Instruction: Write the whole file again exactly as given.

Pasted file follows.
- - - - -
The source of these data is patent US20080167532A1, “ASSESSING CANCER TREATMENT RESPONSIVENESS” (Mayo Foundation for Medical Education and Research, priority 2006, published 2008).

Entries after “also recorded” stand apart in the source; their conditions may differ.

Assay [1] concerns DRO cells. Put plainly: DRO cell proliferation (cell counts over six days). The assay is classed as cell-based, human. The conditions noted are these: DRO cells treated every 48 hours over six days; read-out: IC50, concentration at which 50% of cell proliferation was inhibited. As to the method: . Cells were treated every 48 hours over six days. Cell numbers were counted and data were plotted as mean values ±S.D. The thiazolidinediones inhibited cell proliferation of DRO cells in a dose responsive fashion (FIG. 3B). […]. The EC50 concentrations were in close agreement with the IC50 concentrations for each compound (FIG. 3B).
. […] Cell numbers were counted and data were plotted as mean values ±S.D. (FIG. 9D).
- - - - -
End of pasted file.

The source of these data is patent US20080167532A1, “ASSESSING CANCER TREATMENT RESPONSIVENESS” (Mayo Foundation for Medical Education and Research, priority 2006, published 2008).

Entries after “also recorded” stand apart in the source; their conditions may differ.

Assay [1] concerns DRO cells. Put plainly: DRO cell proliferation (cell counts over six days). The assay is classed as cell-based, human. The conditions noted are these: DRO cells treated every 48 hours over six days; read-out: IC50, concentration at which 50% of cell proliferation was inhibited. As to the method: . Cells were treated every 48 hours over six days. Cell numbers were counted and data were plotted as mean values ±S.D. The thiazolidinediones inhibited cell proliferation of DRO cells in a dose responsive fashion (FIG. 3B). […]. The EC50 concentrations were in close agreement with the IC50 concentrations for each compound (FIG. 3B).
. […] Cell numbers were counted and data were plotted as mean values ±S.D. (FIG. 9D).